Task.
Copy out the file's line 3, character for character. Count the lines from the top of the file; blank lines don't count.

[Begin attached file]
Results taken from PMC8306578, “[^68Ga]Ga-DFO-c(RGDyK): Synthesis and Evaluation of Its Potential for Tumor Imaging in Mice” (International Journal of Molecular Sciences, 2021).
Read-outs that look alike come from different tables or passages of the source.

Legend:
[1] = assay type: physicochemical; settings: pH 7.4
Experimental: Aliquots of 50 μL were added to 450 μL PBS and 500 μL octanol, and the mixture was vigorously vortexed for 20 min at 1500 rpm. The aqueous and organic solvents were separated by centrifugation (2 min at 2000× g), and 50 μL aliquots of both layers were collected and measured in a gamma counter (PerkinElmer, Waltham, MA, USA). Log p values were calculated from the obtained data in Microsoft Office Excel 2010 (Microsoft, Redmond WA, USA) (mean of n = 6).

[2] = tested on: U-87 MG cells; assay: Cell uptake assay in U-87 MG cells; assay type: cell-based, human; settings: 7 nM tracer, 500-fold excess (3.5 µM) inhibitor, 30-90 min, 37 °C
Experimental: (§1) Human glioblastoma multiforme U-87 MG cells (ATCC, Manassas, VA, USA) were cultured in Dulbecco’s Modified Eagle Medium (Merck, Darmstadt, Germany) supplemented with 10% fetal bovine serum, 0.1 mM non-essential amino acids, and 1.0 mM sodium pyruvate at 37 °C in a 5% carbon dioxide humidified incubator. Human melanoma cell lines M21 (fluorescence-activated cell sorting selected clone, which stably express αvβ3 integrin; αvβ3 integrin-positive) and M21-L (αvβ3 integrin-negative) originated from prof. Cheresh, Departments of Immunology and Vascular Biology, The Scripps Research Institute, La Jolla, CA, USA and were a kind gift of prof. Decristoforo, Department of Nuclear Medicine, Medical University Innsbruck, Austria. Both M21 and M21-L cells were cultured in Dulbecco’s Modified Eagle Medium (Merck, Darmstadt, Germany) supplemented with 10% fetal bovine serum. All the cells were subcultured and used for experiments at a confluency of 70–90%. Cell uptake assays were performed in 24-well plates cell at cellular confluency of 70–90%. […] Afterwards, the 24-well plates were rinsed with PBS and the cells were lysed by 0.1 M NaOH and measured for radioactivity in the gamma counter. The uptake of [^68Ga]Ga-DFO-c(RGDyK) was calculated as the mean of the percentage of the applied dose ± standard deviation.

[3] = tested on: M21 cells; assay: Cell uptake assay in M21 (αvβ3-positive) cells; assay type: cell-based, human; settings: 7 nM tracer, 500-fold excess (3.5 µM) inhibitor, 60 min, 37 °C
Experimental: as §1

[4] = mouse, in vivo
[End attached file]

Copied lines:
Legend: